Archive for September, 2002


Mandate Open Source? Don’t think so.

Tim O’Reilly writes: “The reason I don’t want to see legislators mandating open source is simple: if legislators can be persuaded to mandate open source, they can equally well be persuaded to mandate against it, and once that battle is joined, I’m pretty clear who will win.”


StarOffice 6

Sun has released StarOffice 6.0. Nifty. I so wish that there were a version for the Mac. I was going to install the OpenOffice 1.0 developer build for OS X but decided it looked too unstable to mess with. If I were working on the project, that’d be one thing. But I’m not, I’m just looking for an office suite for K.

The real trick would be switching to StarOffice or OpenOffice at work. Fat chance.


So you want to be an air traffic controller

LAX Internet Flight Tracking System, AirportMonitor. Follow the “LAX AirportMonitor™ – Internet Flight Tracking System” link.

Once you’ve read the background information and color key, you might want the direct link to AirportMonitor.

Java required.


Regular Expressions Rock

If you’re using a text editor without regular expression support, let me ask you: why?? Get yourself a better piece of software.

I was just handed a tab-delimited text file that needed to be converted to an Excel spreadsheet for a mail merge. Address fields were not properly separated by tabs, though, so the import into Excel wasn’t going smoothly. No problem! A quick regular expression find-and-replace, and bam! Problem solved. 4000 records updated to a usable format. Total time expended, including discovering the problem: 3 minutes.

Regular expressions rock.


What’s the problem with slang?

The New York Times: Nu Shortcuts in School R 2 Much 4 Teachers (registration required). This is an interesting convergence of two conversation threads I’ve been carrying on over the past couple weeks.

The first conversation deals with current IM slang, something I started wondering about a few months ago. I’ve been absently curious about how IM/chat slang has been changing over time. Someone recently pointed me to, which I doubt contains cutting-edge slang but that does include a dictionary of assicons that you might find useful. Or not.

The second thread has to do with slang in academic writing. K, an ESL teacher, has been working with her students to help them avoid using swear words in their academic writing. “She was all happy and shit” probably has no place in a paper for school.

Part of why her students write things like this is because foreign words do not carry the same emotional weight that words in one’s native language. The Japanese, for example, use English rather than Japanese as a polite way of saying “toilet.” I doubt very much that native English speakers would name a movie Fucking Åmål, but it seems to pose little problem for the Swedes. Since K’s students are non-native English speakers, and because they are teenagers, these words tend not to carry the same stigma as they do with adult native speakers.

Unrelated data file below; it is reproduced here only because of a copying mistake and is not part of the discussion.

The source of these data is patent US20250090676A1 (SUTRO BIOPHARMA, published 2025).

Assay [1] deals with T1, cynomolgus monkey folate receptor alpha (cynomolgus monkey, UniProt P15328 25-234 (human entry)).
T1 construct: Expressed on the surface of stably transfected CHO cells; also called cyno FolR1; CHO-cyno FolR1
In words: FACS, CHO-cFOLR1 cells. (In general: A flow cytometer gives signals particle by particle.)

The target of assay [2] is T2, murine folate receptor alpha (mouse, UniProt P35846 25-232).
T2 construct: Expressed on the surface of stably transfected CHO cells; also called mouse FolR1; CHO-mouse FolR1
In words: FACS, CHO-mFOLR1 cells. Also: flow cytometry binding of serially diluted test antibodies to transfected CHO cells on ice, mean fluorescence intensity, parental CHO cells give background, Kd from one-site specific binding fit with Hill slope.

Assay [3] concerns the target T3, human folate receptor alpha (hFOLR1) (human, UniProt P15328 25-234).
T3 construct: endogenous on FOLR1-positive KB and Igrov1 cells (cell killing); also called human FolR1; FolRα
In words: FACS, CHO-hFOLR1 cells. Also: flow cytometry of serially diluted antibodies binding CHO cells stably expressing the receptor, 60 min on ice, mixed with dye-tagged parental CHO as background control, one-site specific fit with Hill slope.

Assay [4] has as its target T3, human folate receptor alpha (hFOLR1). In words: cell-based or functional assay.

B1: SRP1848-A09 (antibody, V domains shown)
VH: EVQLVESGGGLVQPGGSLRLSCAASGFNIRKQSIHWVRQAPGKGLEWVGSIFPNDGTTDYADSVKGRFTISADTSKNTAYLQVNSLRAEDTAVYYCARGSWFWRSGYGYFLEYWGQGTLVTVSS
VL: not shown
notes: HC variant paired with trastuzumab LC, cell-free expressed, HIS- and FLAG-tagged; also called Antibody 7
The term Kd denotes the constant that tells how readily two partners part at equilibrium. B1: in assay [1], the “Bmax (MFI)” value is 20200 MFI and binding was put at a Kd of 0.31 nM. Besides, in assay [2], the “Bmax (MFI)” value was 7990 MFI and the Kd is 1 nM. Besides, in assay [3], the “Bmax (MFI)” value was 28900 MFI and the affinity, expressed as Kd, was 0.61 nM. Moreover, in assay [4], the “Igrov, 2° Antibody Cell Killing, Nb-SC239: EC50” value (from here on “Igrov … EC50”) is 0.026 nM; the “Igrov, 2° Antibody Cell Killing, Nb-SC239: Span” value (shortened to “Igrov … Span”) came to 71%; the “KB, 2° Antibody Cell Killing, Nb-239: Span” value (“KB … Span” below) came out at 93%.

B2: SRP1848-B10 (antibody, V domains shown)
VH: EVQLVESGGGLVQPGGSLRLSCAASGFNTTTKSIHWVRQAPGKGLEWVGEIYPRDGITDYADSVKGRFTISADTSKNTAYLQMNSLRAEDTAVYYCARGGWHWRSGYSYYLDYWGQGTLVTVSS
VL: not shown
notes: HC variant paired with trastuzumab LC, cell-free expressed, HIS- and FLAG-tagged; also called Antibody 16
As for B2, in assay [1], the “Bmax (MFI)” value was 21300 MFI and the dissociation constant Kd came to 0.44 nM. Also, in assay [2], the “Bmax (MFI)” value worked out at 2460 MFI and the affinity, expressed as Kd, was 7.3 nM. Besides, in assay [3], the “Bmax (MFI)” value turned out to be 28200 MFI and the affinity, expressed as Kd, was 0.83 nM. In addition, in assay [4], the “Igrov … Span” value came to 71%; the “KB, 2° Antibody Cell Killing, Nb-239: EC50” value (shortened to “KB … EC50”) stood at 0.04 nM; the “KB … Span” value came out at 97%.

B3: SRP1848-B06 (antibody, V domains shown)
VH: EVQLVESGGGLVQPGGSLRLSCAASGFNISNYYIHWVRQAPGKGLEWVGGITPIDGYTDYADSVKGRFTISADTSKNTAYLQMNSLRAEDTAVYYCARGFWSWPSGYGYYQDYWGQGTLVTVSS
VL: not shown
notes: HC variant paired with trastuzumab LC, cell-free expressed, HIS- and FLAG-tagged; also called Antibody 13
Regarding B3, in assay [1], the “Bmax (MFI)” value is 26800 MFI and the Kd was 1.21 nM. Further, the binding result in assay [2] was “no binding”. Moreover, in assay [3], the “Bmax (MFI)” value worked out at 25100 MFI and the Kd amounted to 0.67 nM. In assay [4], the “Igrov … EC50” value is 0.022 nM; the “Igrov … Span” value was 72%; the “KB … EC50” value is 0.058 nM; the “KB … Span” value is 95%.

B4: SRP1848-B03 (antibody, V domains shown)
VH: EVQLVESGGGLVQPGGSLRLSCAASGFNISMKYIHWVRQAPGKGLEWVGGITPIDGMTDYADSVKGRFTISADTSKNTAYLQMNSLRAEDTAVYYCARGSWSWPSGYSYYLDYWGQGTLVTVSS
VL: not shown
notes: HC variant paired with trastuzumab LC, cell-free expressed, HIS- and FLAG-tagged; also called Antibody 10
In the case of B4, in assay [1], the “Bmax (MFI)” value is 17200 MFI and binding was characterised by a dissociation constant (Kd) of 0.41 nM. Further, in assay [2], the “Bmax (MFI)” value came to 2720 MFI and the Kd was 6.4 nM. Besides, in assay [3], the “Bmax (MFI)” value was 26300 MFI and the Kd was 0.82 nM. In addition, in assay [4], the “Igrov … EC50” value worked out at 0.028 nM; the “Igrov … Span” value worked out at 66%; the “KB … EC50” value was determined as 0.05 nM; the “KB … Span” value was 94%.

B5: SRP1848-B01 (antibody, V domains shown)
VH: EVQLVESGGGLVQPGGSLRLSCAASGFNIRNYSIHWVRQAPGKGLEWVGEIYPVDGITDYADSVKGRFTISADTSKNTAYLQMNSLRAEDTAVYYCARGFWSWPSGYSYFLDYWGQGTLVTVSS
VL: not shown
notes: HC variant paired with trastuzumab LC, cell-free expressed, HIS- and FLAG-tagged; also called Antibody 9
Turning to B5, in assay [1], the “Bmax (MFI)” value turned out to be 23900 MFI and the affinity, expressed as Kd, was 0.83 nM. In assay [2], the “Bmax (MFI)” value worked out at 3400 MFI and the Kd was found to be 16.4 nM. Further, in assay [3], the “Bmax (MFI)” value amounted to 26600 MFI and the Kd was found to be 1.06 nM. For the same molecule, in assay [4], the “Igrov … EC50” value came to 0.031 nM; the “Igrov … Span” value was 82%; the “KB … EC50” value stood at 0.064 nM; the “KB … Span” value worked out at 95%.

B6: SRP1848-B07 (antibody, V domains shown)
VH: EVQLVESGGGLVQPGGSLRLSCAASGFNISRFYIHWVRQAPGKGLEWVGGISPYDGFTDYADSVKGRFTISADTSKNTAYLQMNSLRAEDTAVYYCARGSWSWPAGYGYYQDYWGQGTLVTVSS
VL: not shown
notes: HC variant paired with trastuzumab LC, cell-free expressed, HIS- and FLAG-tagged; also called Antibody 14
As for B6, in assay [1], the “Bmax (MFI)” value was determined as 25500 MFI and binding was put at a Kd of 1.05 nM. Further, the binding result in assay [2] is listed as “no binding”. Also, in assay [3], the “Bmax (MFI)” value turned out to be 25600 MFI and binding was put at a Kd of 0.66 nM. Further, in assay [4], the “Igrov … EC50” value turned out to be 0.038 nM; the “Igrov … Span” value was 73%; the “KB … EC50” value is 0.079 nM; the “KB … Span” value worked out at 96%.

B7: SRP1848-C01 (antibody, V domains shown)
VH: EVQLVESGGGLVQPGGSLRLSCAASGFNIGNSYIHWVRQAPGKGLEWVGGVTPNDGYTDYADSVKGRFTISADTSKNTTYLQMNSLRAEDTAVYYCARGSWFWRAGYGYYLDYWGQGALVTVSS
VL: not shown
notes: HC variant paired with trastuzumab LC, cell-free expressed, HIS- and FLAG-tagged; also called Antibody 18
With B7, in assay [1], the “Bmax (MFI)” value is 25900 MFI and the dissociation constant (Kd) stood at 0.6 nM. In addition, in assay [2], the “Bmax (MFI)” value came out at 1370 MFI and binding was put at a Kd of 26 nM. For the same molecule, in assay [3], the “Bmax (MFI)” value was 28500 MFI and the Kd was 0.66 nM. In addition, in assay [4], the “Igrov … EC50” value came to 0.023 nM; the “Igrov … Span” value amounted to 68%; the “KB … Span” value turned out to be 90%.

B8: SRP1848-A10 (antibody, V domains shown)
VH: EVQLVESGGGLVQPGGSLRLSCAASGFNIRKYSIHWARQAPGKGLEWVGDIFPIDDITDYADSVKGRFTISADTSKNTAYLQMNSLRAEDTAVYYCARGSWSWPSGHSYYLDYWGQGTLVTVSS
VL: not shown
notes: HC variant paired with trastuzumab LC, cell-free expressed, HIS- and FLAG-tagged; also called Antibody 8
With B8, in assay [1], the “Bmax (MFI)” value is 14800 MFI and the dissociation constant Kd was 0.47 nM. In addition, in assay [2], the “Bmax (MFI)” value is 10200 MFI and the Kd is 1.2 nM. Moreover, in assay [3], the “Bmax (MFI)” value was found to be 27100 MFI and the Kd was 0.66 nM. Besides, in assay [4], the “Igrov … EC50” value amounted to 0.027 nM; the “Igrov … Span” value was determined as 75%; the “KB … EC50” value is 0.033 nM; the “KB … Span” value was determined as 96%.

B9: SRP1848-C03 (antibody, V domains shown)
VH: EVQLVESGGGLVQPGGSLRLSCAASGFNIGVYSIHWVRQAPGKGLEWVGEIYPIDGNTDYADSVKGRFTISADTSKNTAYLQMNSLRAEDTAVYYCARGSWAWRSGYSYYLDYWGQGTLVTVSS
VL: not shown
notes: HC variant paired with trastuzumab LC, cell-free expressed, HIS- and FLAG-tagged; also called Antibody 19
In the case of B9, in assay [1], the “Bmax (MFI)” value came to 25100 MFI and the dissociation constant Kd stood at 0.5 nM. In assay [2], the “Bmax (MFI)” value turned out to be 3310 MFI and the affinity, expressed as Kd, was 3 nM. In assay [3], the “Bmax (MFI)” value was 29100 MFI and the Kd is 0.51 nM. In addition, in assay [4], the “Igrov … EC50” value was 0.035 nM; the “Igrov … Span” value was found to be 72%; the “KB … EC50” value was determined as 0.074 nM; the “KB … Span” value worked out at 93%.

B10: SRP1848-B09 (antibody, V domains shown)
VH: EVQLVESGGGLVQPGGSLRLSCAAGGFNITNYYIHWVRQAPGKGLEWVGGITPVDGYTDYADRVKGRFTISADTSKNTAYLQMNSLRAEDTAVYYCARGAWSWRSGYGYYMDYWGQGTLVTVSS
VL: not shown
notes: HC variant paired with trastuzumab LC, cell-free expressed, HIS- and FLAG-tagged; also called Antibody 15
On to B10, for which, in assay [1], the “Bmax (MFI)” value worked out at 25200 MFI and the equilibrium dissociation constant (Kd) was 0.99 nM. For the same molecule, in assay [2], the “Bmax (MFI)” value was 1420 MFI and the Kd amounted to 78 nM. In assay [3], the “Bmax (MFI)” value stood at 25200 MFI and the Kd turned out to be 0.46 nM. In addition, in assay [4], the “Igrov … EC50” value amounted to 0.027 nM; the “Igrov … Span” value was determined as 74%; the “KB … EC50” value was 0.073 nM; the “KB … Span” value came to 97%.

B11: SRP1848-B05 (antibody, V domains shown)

It is also, I think, a question of learning to write differently than you speak. This is very much an acquired skill. I see evidence of this all the time in colleagues’ writing at work: colloquial usage worming its way into what should be a formal register. Some of you have quite likely noticed the conversational tone and grammatical structures that I use here, a deliberate decision that I know irritates some. It takes careful practice to learn to communicate using different registers, verbally or in writing.

Of course, K pointed out to me that she would love to have her students write the same way they speak, since their conversational fluency is impressive but their command of written English needs work. Come to think of it, this is by no means limited to ESL students.

These two running conversations come together in the NY Times article. It does take instruction and practice to learn to write differently for academic purposes. I’m not surprised that these students are using their IM slang in homework. I am pleased that some teachers are flexible enough to allow slang in early drafts, while expecting a switch to “standard” English while editing and revising, and using it as a springboard for discussion about language evolution.

My favorite part:

She realized that the students thought she was out of touch. “It was like `Get with it, Bova,’ ” she said.

This is great. What better demonstration of the evolution of the language than this use of “like” — despite what many detractors assert, a useful and by no means random discourse particle.

I remember when I first started to hear complaints about this apparent misuse of “like.” Didn’t understand what the fuss was about: it would either go away, or we had a new construct. Witness how English evolves. It has not gone away, and now I hear it all the time, even from those who used to attack it.

Don’t believe me? Still driving you crazy? Listen to this interview on NPR yesterday with someone who’s recently published a study of this new use of “like”.